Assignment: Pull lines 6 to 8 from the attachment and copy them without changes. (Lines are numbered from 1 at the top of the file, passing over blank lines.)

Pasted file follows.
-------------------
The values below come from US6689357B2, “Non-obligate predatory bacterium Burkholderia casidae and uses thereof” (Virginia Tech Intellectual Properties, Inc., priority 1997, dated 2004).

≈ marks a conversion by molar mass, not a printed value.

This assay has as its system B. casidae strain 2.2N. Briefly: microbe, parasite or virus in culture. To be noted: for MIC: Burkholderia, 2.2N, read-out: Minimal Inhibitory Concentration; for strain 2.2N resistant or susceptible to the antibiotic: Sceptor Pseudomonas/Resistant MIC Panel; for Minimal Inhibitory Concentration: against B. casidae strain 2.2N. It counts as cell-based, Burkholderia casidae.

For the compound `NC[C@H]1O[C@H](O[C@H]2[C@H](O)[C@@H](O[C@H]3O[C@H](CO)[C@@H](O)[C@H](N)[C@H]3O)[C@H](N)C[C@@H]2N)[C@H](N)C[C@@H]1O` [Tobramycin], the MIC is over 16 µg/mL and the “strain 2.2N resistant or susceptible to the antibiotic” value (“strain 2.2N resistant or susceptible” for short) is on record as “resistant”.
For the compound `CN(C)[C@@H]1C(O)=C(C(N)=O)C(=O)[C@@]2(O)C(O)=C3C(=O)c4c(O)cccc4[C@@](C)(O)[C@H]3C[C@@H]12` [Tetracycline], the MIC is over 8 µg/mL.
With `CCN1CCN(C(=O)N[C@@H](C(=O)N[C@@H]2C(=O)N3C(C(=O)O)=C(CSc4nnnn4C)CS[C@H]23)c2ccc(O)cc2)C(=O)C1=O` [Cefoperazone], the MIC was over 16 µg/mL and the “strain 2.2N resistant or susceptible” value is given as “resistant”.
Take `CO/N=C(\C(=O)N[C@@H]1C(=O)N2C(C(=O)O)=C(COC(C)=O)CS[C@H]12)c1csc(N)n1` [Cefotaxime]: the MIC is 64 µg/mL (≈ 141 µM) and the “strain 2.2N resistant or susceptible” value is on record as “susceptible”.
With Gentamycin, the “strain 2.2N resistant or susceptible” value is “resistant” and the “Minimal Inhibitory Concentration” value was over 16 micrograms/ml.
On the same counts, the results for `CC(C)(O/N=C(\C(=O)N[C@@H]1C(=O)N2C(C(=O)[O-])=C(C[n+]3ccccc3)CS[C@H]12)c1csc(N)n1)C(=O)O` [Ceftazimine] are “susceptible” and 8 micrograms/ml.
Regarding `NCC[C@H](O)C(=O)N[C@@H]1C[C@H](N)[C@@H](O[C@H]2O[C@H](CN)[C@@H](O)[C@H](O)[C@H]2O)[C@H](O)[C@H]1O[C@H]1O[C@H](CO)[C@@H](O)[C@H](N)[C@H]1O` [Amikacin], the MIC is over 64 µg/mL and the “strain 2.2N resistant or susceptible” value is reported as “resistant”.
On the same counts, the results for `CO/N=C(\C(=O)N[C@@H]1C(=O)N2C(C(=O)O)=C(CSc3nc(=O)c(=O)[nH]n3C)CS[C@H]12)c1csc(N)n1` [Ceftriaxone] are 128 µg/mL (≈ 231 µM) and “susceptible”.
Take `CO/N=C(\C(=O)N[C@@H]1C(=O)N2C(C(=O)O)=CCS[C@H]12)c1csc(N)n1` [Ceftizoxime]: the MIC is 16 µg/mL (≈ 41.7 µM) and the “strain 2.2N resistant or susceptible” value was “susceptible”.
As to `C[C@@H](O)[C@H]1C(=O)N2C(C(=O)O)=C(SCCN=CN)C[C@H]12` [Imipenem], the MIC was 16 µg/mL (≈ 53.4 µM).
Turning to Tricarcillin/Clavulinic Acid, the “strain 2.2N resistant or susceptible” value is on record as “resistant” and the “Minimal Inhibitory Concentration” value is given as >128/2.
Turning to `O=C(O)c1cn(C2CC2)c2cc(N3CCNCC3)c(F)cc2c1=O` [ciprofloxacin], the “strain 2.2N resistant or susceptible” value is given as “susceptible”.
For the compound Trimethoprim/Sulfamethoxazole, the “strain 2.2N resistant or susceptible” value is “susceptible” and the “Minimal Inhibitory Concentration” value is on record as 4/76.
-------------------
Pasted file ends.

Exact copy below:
With `CCN1CCN(C(=O)N[C@@H](C(=O)N[C@@H]2C(=O)N3C(C(=O)O)=C(CSc4nnnn4C)CS[C@H]23)c2ccc(O)cc2)C(=O)C1=O` [Cefoperazone], the MIC was over 16 µg/mL and the “strain 2.2N resistant or susceptible” value is given as “resistant”.
Take `CO/N=C(\C(=O)N[C@@H]1C(=O)N2C(C(=O)O)=C(COC(C)=O)CS[C@H]12)c1csc(N)n1` [Cefotaxime]: the MIC is 64 µg/mL (≈ 141 µM) and the “strain 2.2N resistant or susceptible” value is on record as “susceptible”.
With Gentamycin, the “strain 2.2N resistant or susceptible” value is “resistant” and the “Minimal Inhibitory Concentration” value was over 16 micrograms/ml.